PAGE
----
Angela writes about how her mental health deteriorated after her second and third miscarriages.
I have come to the understanding that it is because I am punishing my body for not doing what it was supposed to. But by punishing my body, I am also punishing my mind.
When I had my first miscarriage in 2008, I don’t think my mental health was affected by it. Although it was a missed miscarriage and I felt so betrayed and confused that my body could think it was still pregnant even though the baby had died, I coped. Or at least I did until I fell pregnant again and convinced myself that a rainbow baby meant a perfect pregnancy with a perfect birth, immediate bond and an amazing breastfeeding relationship. I thought that it was what I deserved. And of course, that didn’t happen. Although I can’t prove the link, I think my post-natal depression was a result of the miscarriage and the fact that I wasn’t prepared for all the things that could go wrong even when you stayed pregnant and had a baby.
My second and third miscarriages (in 2016 and 2017) came after two healthy pregnancies. They were so different to my first as well in that they started naturally, I took the tablets to induce the miscarriage and ended up in surgery, required blood transfusions and antibiotics for infections. I was also a healthy weight with those two pregnancies whereas I was overweight with the two pregnancies I carried to term.
My mental health deteriorated after those two losses. I needed medication to get through my periods when they returned. I couldn’t go to the GP or the hospital without having a panic attack. I had horrible flashbacks of the miscarriages themselves. And although these subsided over time, I can still have a panic attack at the GPs without warning. It also started to affect me at work and in my personal life because my self-esteem and self-confidence plummeted and I lost the ability to believe that I could do anything right. It was almost like when I lost the babies, I also lost some of myself.
I saw a bereavement midwife at the hospital and I found ways of coping with my losses. I wrote poems and blog entries which detailed how I felt, and I was very open about some of the harder feelings. Even though I didn’t share these at first, it at least helped as a way of getting those thoughts out of my system.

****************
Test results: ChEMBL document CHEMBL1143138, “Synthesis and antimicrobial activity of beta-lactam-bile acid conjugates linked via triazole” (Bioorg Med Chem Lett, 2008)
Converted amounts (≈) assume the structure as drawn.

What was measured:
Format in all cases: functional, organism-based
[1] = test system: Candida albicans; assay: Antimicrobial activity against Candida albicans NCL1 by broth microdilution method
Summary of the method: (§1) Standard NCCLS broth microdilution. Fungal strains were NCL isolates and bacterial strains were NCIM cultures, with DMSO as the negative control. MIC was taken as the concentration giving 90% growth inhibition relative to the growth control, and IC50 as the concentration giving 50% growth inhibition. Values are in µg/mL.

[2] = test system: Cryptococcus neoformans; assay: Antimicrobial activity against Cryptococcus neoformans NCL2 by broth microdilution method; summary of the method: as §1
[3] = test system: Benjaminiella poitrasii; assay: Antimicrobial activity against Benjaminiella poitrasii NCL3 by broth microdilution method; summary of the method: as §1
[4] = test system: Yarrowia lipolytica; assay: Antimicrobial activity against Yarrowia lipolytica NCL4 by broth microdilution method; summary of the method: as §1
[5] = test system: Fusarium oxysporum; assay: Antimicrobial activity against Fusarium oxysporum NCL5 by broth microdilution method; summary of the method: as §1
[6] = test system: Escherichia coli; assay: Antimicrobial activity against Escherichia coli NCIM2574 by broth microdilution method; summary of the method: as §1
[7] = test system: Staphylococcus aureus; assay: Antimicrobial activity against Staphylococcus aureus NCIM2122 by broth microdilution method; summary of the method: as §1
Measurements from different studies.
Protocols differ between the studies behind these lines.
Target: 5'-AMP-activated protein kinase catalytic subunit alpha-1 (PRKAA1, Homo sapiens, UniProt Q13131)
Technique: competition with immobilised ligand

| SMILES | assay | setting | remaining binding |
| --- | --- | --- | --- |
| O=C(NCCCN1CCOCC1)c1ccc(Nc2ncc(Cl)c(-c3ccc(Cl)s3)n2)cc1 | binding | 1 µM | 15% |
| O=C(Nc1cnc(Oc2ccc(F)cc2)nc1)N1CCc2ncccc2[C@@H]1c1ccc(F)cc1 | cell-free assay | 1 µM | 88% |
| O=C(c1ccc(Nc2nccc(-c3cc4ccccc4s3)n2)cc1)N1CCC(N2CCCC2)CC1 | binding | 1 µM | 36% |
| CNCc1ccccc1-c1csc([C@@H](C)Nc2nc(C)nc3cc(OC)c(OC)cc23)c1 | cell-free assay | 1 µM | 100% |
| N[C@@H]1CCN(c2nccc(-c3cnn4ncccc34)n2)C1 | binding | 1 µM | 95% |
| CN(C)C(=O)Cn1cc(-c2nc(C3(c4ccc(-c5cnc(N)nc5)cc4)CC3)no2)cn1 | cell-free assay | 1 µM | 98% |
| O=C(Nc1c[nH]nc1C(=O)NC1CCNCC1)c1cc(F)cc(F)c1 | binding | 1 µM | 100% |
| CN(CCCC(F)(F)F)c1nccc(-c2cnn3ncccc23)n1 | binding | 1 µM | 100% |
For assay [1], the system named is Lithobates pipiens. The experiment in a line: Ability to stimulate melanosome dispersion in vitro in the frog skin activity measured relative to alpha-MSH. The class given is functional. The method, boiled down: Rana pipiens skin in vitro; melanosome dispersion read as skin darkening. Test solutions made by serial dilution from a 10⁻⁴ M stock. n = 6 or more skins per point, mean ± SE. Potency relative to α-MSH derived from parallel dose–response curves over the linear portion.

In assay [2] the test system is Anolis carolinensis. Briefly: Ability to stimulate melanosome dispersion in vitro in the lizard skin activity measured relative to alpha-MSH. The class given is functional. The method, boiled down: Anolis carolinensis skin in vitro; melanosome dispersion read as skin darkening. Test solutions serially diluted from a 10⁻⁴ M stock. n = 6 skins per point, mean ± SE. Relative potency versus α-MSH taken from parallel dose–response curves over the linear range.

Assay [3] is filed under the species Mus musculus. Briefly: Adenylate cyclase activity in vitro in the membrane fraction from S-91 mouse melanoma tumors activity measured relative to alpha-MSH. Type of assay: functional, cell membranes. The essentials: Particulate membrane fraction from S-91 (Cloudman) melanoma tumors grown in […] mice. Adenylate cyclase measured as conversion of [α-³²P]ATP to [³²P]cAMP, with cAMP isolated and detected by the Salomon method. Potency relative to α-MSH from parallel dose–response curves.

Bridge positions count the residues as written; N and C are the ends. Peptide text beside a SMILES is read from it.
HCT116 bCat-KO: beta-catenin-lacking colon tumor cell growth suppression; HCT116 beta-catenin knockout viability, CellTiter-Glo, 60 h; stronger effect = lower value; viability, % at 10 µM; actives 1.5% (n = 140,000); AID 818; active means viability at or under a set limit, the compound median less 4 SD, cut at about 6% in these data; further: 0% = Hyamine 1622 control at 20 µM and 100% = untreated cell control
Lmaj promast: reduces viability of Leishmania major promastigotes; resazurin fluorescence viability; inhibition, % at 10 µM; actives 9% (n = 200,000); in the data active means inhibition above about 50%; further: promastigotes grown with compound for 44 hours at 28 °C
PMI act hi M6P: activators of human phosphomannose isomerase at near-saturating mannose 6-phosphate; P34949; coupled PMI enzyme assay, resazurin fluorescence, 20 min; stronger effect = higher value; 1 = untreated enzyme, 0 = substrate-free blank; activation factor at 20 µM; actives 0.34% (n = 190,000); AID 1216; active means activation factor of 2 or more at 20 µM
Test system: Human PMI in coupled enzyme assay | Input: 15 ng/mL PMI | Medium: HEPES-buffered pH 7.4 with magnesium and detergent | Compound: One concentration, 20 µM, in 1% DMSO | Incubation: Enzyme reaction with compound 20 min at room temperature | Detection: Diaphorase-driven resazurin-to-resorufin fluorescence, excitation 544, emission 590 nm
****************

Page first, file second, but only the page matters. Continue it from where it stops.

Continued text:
However, it was only earlier this year that I realised how badly my mental health was and continues to be, affected. I have struggled with binge eating over the years and this has increased a lot since the miscarriages. Although there will be times where I can control my eating, it never lasts long. I also started to self-harm and I didn’t understand why. I googled and apparently this can happen after a miscarriage but I just felt so alone with it. Especially because I still couldn’t understand what I was doing to myself.
Gradually, I have come to the understanding that it is because I am punishing my body for not doing what it was supposed to – for betraying me. But by punishing my body, I am also punishing my mind. It has taken me a long time to come to this realisation and it wasn’t until I spoke to someone at the Miscarriage Association that I realised how common these feelings and behaviours are. I felt so alone, confused and ashamed by it and I need not have.
I am by no means ‘better’ and it is still a work in progress to learn to live with my losses (I don’t believe that I will ever get over them, they will just become a part of me and who I am) but I am committed to sharing my story in case it helps someone else feel less alone.
I am hopeful that one day my mental health does improve and I don’t need these behaviours to cope but until it does, I am learning to accept that this is what I need right now, as I wouldn’t do it otherwise.
I have also confided in a few close friends and that helps too. I still struggle asking for help, it is not something that comes easily to me, but when I do, I am always grateful that I tried. It’s hard to break the silence around miscarriage and even harder to break it around mental health and miscarriage combined but I think we should try. Even if it just helps one person feel a little less alone.